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Childhood Apraxia of Speech: Evaluation and Therapy Challenges. Brisbane, Australia June 15, 2007 David W. Hammer, M.A. CCC-SLP Children’s Hospital Of Pittsburgh, PA USA. WWW.APRAXIA-KIDS.ORG “Time to Sing” CD - 2000 “Hope Speaks” DVD - 2005 “Treatment Strategies” DVD - 2006

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childhood apraxia of speech evaluation and therapy challenges

Childhood Apraxia of Speech: Evaluation and Therapy Challenges

Brisbane, Australia

June 15, 2007

David W. Hammer, M.A. CCC-SLP

Children’s Hospital Of Pittsburgh, PA USA

slide2
WWW.APRAXIA-KIDS.ORG
  • “Time to Sing” CD - 2000
  • “Hope Speaks” DVD - 2005
  • “Treatment Strategies” DVD - 2006
  • AdHoc Committee Documents - 2007
  • “Taking it Home” DVD - 2007
diagnostic challenges
DIAGNOSTIC CHALLENGES
  • Diagnosing toddlers in the 2-3 year-old range especially difficult
      • Davis-Velleman article addresses this
      • Caution diagnosing if limited sample (data)
      • Use “suspected” or “working diagnosis”
  • Don’t need neurologist to confirm
  • “Differential Diagnosis for Childhood Apraxia”
      • Video Clip -- Ross, age 3-4
differential diagnosis
Differential Diagnosis

1.Limited early sound play (cartoon)

differential diagnosis1
Limited early sound play

Sound inventory restrictions

Expressive language deficits in contrast to receptive language

Imitation superior to volitional skills

Video Clip -- Matt, age 3

Sequencing/Movement difficulties

Word/ Sentence complexity breakdowns

Video Clip -- Caleb, age 8

Video Clip -- Anna, age 3-10

Differential Diagnosis
differential diagnosis2
Prosodic deviancies

Inconsistency

Video Clip -- Jacob, age 3

Voiced/Voiceless sound errors

“Groping” behaviors

Vowel distortions

Video Clip -- Alex, age 5

12.Sound omissions

Differential Diagnosis
what does my cas assessment include
WHAT DOES MY CAS ASSESSMENT INCLUDE?
  • For young children, most is informal
  • Formal test resources available
  • Get in-depth parent information
  • Investigate other apraxic features
  • Look at nonspeech oral skills
  • Concern for misdiagnosing:

Nonverbal child

Dysarthric child

Severe phonologically disordered child

Confounding diagnosis child

adhoc committee s 3 consensus features
ADHOC COMMITTEE’S3 CONSENSUS FEATURES
  • Inconsistent errors on consonants and vowels in repeated productions of syllables or words
  • Lengthened & disrupted coarticulatory transitions between sounds & syllables
  • Innappropriate prosody, especially in relation to lexical or phrasal stress
unfortunately pure apraxia of speech is rare

Unfortunately, pure apraxia of speech is rare!!!

Video Clip - Mickey, age 6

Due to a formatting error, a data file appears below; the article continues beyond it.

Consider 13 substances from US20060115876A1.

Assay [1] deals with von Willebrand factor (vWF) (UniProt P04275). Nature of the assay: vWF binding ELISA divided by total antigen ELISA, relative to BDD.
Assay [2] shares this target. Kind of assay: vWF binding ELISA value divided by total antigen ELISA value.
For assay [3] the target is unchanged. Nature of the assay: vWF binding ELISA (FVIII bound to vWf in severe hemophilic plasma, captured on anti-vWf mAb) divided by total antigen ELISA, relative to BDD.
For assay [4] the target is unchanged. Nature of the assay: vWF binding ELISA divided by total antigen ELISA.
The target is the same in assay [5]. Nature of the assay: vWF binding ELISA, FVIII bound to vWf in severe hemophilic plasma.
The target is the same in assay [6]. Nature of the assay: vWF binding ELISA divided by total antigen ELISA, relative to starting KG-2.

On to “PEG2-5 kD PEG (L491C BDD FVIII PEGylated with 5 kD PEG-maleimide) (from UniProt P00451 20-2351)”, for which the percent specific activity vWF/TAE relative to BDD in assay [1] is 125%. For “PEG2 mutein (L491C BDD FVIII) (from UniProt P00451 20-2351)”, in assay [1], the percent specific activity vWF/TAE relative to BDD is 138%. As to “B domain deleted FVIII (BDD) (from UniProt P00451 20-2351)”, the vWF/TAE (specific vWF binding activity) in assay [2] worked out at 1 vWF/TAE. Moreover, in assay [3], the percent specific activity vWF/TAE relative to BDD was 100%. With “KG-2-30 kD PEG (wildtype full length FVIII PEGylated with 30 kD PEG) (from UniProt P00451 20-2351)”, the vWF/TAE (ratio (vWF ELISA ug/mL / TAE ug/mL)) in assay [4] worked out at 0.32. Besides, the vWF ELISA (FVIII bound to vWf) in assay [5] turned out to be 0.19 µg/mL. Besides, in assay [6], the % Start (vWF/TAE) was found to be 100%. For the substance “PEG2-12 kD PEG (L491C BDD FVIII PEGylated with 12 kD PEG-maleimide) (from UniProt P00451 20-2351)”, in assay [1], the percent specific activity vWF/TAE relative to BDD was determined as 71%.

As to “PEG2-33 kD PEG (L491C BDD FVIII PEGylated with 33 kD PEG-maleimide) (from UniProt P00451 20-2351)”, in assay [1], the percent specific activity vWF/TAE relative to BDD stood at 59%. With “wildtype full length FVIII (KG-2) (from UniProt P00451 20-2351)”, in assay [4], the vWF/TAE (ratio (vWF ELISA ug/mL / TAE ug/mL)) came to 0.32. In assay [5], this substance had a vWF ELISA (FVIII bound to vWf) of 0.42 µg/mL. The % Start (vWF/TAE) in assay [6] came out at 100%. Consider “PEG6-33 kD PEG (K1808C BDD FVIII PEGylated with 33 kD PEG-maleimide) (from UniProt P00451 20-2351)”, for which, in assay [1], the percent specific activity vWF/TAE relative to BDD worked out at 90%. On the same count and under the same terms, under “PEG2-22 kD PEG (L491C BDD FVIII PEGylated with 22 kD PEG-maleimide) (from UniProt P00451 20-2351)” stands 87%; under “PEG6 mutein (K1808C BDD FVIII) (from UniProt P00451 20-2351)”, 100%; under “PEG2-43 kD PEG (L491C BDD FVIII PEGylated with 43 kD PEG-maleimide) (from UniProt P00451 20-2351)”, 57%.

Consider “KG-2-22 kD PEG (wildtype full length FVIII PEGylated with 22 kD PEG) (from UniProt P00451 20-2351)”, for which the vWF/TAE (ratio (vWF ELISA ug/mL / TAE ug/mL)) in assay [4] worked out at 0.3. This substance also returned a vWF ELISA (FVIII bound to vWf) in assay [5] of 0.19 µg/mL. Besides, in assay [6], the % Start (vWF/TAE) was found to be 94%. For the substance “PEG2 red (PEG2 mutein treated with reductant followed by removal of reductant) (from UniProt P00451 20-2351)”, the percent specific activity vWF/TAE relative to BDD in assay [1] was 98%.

Video Clip - Anna, age 8-1

therapy for apraxia
THERAPY FOR APRAXIA

NO SINGLE PROGRAM WORKS FOR ALL CHILDREN WITH APRAXIA!!

MUST INDIVIDUALIZE!!!

BE FLEXIBLE AND LOOK FOR SERENDIPITOUS LEARNING OPPORTUNITIES!!!!

how cas therapy differs from artic phonological
HOW CAS THERAPY DIFFERS FROM ARTIC/PHONOLOGICAL
  • Motor learning theory should drive our treatment of children with CAS.

- precursors to motor learning (trust, motivation, and focused attention)

- repetitive and variable practice

- mass vs. distributed practice

- reinforcement and feedback

  • Therapy must be more intensive, but fade intensity over time. (“fatigue factor”)
how cas therapy differs from artic phonological therapy
HOW CAS THERAPY DIFFERS FROM ARTIC/PHONOLOGICALTHERAPY
  • “Developmental” guidelines don’t dictate sound choice.
  • Contrastive/Minimal Pair approach is not suggested at early stages.
  • Increased cueing is needed.
  • May need to teach compensatory placement.
      • Video Clip, Doug, age 5-6
  • More intensive parent involvement is essential for optimal progress.
how do we get started
HOW DO WE GET STARTED?
  • Build on expressions/env sounds.
    • Video Clip -- Shane, age 3-6
  • Use “starter positions” such as “mm”, “oo” and “ee”.
    • Video Clip -- Austin, age 4-3
    • Video Clip -- Peter, age 5
  • Label sounds, but try to incorporate placement/manner cues (chart).
how do we get started1
HOW DO WE GET STARTED?
  • Build on expressions/env sounds.
    • Video Clip -- Shane, age 3-6
  • Use “starter positions” such as “mm”, “oo” and “ee”.
    • Video Clip -- Austin, age 4-3
    • Video Clip -- Peter, age 5
  • Label sounds, but try to incorporate placement/manner cues (chart).
  • Make a core vocabulary book.

- Benefits and Procedures

core vocabulary book benefits
CORE VOCABULARY BOOK- BENEFITS
  • Organizes a starting vocabulary that facilitates a mutual focus between therapists, parents, and other important adults in the child’s life.
  • Enables the child to sense early success.
  • Allows parents/caregivers to immediately feel a part of the “team.”
  • Provides foundation for future AAC device usage if necessary.
core vocabulary book
CORE VOCABULARYBOOK